Community leaders seek new investigation into shooting by police Teen may have tried to aid, not attack, before his death

November 15, 1998|By Dan Thanh Dang | Dan Thanh Dang,SUN STAFF

African-American community leaders in Annapolis will meet tomorrow to demand another probe into the 1996 death of Cochise Daughtry because newly disclosed documents indicate the 18-year-old may have been trying to help a beating victim when he was shot by police.

It would be the second call to reopen the case. Last week, the local chapter of the National Association for the Advancement of Colored People also demanded a new investigation into the Labor Day shooting in the Robinwood public housing complex.

City police Officer David W. Garcia, responding to a report of shots being fired, said he came upon two men brutally beating another man, called a warning and fired. Daughtry was killed and Vernon Eugene Estep Jr., then 19, was seriously wounded.

But documents obtained recently by The Sun, including a statement from a key witness, raise questions, including whether Daughtry was participating in a mugging or coming to the victim's aid.

"At the time of the shooting, I and other members of the community said that Cochise's death was unjustified," said Robert H. Eades, spokesman for the Anne Arundel County African American Unity Coalition, which is holding the protest meeting at 6: 30 p.m. at First Baptist Church on West Washington Street in Annapolis.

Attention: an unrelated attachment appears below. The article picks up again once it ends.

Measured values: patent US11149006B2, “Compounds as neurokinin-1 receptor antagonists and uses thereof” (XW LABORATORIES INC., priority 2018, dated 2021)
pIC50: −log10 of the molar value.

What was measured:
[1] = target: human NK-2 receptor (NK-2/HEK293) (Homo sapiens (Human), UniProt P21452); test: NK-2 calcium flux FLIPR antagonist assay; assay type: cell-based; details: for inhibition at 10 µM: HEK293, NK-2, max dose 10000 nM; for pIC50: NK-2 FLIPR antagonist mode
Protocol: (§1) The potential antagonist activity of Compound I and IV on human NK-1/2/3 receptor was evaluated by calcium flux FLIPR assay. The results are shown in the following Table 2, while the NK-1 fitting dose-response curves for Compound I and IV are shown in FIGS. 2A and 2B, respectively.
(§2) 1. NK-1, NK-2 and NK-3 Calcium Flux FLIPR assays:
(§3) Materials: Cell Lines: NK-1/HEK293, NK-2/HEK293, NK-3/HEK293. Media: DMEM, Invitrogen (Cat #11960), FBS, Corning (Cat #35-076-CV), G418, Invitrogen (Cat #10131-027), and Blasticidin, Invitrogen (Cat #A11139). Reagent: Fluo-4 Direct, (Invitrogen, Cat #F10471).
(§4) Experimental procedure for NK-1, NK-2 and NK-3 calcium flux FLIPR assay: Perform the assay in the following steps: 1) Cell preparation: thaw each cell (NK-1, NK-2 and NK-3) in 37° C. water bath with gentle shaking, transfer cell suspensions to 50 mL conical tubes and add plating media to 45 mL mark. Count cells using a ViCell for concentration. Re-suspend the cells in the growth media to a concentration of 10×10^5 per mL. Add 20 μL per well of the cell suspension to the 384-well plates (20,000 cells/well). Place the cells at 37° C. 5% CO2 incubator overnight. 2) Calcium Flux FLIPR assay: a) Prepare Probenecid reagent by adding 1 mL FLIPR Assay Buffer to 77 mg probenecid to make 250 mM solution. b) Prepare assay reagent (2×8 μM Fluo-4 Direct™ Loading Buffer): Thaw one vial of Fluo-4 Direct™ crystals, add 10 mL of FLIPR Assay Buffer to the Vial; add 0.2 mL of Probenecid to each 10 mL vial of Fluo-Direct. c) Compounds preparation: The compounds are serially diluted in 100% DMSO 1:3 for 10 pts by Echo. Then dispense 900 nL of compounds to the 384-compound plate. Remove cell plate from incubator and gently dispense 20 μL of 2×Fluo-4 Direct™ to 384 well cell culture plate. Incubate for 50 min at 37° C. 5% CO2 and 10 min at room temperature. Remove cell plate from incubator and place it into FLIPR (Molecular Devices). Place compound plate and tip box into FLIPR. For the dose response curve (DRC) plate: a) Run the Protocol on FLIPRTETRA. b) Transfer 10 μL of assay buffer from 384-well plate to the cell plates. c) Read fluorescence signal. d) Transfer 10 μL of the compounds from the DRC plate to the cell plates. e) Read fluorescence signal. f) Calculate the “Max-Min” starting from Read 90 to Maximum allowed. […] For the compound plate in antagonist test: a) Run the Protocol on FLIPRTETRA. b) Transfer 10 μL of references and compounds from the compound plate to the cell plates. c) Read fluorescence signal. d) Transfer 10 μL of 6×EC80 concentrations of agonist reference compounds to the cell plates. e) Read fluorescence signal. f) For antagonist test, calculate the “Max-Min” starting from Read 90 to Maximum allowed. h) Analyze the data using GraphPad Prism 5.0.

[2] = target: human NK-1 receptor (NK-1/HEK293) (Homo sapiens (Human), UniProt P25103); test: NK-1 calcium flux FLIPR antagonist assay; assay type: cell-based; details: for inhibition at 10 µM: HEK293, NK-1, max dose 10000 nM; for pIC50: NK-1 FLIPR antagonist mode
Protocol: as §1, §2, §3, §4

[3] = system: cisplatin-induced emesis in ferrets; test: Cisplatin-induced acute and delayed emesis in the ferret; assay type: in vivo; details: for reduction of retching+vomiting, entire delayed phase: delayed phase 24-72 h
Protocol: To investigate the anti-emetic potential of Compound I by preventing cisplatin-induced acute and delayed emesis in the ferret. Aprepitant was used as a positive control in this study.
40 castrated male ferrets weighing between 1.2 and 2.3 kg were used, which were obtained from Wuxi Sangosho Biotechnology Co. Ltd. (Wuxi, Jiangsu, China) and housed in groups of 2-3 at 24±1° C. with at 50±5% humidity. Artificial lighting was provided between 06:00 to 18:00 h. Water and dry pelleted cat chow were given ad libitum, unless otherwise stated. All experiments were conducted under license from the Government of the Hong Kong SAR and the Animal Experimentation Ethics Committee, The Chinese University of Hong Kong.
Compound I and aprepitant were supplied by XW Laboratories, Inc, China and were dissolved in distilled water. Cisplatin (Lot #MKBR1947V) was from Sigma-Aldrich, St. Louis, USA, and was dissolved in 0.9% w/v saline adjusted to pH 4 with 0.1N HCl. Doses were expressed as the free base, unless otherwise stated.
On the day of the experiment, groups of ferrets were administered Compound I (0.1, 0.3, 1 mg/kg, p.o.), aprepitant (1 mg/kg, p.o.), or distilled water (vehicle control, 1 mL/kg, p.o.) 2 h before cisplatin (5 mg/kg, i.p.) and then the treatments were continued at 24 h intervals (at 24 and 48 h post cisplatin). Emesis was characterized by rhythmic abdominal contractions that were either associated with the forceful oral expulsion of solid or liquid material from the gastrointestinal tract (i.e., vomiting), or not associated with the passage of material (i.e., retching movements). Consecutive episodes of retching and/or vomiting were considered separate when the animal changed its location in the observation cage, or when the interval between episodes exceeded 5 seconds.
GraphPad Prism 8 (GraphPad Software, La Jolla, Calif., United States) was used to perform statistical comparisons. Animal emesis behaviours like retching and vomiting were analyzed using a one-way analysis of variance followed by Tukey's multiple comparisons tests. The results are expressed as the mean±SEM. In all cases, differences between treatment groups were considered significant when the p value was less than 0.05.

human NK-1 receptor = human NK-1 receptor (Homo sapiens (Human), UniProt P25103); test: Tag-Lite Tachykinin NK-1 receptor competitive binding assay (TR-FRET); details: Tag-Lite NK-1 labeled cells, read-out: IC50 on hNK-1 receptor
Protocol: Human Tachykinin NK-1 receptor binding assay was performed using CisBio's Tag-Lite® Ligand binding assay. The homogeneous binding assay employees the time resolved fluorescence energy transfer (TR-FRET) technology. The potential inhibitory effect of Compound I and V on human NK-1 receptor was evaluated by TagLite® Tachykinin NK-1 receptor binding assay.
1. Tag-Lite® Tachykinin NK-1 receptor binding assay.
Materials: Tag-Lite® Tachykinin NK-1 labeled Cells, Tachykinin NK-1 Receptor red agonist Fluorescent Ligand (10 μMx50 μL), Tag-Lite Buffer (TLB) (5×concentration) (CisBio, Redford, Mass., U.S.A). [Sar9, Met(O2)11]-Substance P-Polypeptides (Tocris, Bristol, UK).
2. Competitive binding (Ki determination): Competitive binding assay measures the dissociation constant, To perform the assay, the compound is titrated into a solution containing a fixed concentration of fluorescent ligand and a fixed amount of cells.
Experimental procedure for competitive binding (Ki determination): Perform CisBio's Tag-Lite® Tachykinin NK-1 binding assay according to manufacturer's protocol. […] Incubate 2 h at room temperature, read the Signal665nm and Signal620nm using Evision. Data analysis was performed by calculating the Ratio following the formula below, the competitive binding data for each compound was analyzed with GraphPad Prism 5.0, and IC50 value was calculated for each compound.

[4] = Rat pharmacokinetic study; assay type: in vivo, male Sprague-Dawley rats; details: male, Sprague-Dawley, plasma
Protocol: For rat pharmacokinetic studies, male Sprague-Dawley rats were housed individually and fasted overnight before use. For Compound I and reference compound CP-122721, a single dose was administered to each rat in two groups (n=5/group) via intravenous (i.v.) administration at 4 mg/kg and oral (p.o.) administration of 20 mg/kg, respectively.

"The newly released documents published in the Baltimore Sun this week proves that we were right," Eades said. "We are determined that his death not be in vain."

Members of the clergy, elected officials, civil rights activists and residents have been invited to the rally. The Rev. James Moone, president of the Maryland chapter of the Southern Christian Leadership Conference, will speak.

Meanwhile, a U.S. Justice Department investigation is pending. Estep was to have gone on trial Tuesday on a number of charges stemming from the incident, including assault with intent to murder. But the trial has been postponed.

The documents, including an initial statement by Carlester Jackson, the beating victim, indicate that Garcia may have mistaken Daughtry's role. Jackson said the young man was trying to stop the beating when he was shot.

That statement conflicts with a later one he gave police, in which he implied that the teen-agers were involved in drug dealing and that he was unsure whether one or two men were beating him. In both statements, Jackson credited Garcia with saving his life.

According to police accounts of the shooting, Garcia was answering a call about gunfire in the 1300 block of Tyler Ave. at 12: 30 a.m. when he saw three men running near the woods.

As he approached, Garcia wrote in a statement, he saw two men beating another man who was lying on the ground. Then one of the men, later identified as Estep, broke a large glass bottle over the victim's head as another man, later identified as Daughtry, kicked the victim in the head.

After he yelled "Stop!" and the beating continued, his statement said, Garcia shot Estep and Daughtry when it appeared that one of them reached for a weapon. No weapon was found, but crack cocaine was recovered from the scene, police said.

Police officials have strongly defended Garcia's actions, adding that a four-month internal investigation cleared the officer, and a county grand jury declined to indict him in January 1997.

But the "new evidence is troubling," said longtime civil rights activist Carl O. Snowden. "I think it's very important this doesn't inflame and polarize the community. But officials should not dismiss the new evidence. It would be a grave mistake."

Pub Date: 11/15/98

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